There are many ways to die, but amyotrophic lateral sclerosis (ALS), also known as Lou Gehrig's disease must be one of the worst. By the time a patient notices muscle weakness, the neurons that control the muscles have already begun dying, in an untreatable process that brings death within two to five years.
In a series of experiments reported December 9 in the Journal of Neuroscience, a University of Wisconsin-Madison pharmacy researcher was able to prolong life and slow nerve deterioration in a mouse with a genetic form of ALS, or amyotrophic lateral sclerosis. Marcelo Vargas, a postdoctoral fellow in the laboratory of Jeff Johnson, professor in the School of Pharmacy, tested mice that carried an extra gene that pushed support cells for the neurons into overdrive, causing them to pump out extra quantities of the anti- oxidant glutathione.
The gene in question, called Nrf2, has long been a research focus for Johnson, who is also a Waisman Center investigator.
Although oxidation is a major cause of cell death in Parkinson's disease and Alzheimer's disease as well as ALS, antioxidant treatments have failed to slow these diseases.
But the mice with extra copies of Nrf2 produced glutathione right alongside the vulnerable neurons, and that made all the difference, says Johnson. These special mice were engineered in collaboration with Albee Messing, a professor in the UW-Madison School of Veterinary Medicine and also an investigator at the Waisman Center. "It's extremely difficult to increase glutathione in the central nervous system," Johnson says. "You can't just shoot it into people or animals. But we found a 25 percent increase in the molecule in the spinal cords."
Although the mice did eventually die of ALS, they lived longer, and the disease appeared 17 days later than in mice that lacked the extra Nrf2 gene, Johnson says. "This was a very aggressive model of ALS, so a life extension of 21 days is thought to be pretty significant, roughly equivalent to five to 10 years in human patients."
The inserted Nrf2 gene was only active in support cells called astrocytes, which promote health among the neurons that actually carry nerve signals, Johnson explains. "We have taken this normal function of producing antioxidants and added to it. It's like putting the astrocytes on steroids."
Experiments performed on mouse astrocytes and nerve cells in a dish confirmed the source of the protection, Johnson adds. "We can completely reverse the toxicity of the sick astrocytes. The mutated protein that causes ALS is still there, but Nrf2 makes glutathione that completely blocks it."
Although the mice that Johnson tested carried the inherited form of ALS, most patients do not have an inherited disease. However, Johnson says the mice are still a good testbed for ALS treatments. "The endpoints that we are blocking, including death of neurons and separation of neurons from the muscle, are seen in all forms of ALS; that's what makes this so exciting. We are not targeting the mutant protein that causes the disease; we are targeting the astrocytes' mechanism that preserves the neurons. The mutant protein is still in all cells of the spinal cord; we are just over-expressing the Nrf2 gene — causing it to make more glutathione — and that provides the protection."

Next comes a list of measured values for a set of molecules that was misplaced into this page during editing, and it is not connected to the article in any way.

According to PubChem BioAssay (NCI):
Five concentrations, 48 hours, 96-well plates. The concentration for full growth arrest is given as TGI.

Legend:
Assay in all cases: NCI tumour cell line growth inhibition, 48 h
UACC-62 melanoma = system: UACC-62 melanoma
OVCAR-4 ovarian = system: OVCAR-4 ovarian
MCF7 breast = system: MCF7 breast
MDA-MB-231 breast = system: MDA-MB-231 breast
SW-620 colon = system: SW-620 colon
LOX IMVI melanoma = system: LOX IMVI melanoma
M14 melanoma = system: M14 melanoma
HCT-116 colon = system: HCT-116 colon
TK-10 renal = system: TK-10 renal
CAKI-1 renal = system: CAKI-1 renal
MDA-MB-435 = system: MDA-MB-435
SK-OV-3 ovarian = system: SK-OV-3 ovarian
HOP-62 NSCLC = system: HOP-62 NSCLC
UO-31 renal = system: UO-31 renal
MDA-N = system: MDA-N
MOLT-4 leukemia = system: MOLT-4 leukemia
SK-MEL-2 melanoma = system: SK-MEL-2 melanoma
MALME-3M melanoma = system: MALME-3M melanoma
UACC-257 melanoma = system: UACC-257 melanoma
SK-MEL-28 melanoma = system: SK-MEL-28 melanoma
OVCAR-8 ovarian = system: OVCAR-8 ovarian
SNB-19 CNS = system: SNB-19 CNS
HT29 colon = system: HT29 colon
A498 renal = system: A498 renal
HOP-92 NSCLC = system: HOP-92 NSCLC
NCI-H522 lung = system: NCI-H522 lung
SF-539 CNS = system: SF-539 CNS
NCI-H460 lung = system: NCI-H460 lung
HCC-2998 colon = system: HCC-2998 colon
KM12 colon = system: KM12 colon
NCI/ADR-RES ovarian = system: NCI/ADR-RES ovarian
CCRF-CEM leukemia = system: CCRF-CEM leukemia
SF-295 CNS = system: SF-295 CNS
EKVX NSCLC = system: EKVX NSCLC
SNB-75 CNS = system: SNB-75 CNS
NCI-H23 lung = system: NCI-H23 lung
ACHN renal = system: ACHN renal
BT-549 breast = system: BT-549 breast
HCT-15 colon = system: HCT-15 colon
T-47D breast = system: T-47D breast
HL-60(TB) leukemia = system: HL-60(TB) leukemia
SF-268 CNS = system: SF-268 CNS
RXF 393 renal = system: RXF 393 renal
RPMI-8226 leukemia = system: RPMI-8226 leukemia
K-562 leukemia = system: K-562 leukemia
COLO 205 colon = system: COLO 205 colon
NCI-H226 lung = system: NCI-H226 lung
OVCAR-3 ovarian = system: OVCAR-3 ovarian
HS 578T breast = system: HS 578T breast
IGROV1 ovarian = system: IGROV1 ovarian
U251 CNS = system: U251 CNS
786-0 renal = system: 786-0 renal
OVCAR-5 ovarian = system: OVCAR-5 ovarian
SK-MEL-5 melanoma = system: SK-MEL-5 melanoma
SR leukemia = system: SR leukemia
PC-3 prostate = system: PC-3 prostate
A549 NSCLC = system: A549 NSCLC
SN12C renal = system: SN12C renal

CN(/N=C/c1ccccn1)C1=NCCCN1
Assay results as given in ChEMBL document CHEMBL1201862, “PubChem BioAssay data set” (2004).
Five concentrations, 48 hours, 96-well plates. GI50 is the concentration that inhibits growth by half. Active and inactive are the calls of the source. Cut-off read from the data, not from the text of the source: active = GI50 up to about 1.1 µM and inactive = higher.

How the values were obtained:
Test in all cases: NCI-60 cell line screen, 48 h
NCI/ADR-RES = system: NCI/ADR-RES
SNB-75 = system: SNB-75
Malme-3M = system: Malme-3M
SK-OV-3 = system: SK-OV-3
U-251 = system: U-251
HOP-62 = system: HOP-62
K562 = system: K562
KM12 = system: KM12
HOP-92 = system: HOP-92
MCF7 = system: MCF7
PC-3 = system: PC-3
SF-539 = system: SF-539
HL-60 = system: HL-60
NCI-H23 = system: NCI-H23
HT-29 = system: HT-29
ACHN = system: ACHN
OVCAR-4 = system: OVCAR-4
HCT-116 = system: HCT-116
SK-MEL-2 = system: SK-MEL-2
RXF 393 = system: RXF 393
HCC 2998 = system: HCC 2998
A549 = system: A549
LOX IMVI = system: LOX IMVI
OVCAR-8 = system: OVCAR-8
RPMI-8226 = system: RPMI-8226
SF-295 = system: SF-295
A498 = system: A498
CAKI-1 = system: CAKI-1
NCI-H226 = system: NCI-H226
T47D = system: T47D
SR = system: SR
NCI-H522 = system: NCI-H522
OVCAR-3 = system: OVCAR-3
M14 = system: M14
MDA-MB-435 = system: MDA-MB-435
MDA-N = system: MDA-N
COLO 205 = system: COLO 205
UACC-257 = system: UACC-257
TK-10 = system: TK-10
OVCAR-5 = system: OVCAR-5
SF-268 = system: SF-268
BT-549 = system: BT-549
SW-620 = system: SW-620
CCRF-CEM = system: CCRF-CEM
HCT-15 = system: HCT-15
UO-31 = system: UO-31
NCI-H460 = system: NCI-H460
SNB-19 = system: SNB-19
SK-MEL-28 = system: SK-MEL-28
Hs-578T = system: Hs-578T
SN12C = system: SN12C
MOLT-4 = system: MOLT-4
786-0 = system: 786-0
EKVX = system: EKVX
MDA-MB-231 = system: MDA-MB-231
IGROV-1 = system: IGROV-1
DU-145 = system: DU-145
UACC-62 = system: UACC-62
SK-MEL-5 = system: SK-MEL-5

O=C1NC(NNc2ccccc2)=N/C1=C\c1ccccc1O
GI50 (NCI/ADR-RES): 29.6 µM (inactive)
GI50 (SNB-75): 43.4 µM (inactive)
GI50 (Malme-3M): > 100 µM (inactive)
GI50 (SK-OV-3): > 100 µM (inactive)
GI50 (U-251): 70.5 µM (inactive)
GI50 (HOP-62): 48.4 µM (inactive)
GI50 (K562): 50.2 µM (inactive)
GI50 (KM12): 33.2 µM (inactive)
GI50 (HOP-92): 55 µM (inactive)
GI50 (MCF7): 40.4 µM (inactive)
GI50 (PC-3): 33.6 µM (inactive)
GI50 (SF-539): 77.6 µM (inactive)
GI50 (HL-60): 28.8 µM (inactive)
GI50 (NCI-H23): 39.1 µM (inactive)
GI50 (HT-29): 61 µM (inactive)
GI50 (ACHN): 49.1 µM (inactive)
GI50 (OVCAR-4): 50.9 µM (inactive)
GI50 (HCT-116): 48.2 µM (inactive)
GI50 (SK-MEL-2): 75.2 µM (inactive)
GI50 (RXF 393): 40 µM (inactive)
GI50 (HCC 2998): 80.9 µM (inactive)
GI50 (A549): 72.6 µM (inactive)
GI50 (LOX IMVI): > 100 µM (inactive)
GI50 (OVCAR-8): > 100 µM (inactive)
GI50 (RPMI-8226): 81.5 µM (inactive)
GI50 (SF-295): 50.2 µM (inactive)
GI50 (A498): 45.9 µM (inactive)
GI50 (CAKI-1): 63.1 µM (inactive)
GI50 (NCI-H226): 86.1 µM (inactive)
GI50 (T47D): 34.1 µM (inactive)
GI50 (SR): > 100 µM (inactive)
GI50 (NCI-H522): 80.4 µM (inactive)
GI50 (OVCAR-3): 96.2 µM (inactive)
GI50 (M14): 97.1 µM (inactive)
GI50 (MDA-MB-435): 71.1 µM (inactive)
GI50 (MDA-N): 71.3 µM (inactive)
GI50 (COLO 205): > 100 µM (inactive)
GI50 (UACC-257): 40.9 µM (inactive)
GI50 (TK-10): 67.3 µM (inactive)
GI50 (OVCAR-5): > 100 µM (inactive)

Nrf2 activates a system, or pathway, that is also attracting interest from researchers working on Parkinson's disease, Alzheimer's disease, Huntington's disease and stroke, says Johnson. "It's been exciting. This hypothesis came to me when I was in graduate school in 1990, and this year it seems to be coming to fruition" as a possible treatment for several neurodegenerative diseases.
The results may be promising, but inserting genes, or gene therapy, has had few successes to date. Yet by positively identifying the chemical pathway that keeps neurons healthy in ALS, Johnson is in a position to search for a drug that can enter the brain and activate the Nrf2 system. That quest is already under way at an automated screening facility at UW-Madison, where more than 50,000 molecules are being tested for their ability to activate Nrf2.
Years of research will be needed before today's results can be translated into a treatment for patients, however. "If everything worked perfectly, we probably could have something in two to three years, but the odds of that happening are pretty low," says Johnson. "But in five to eight years, I hope to have something can get through all the regulatory hoops."
Finding that one mechanism is involved in several neurodegenerative diseases is significant, Johnson says, because it attracts a broader group of scientists and funders to the work. "Something seems to be going wrong with the neurons because the astrocyte does not function right. Now, it looks like we have the potential to fix the astrocyte, so it can preserve the neurons for a longer period."
Delinda Johnson and Daniel Sirkis were also members of the UW-Madison research team. The study was funded by the Robert Packard Center for ALS Research at Johns Hopkins, the ALS Association and National Institutes of Health grants.
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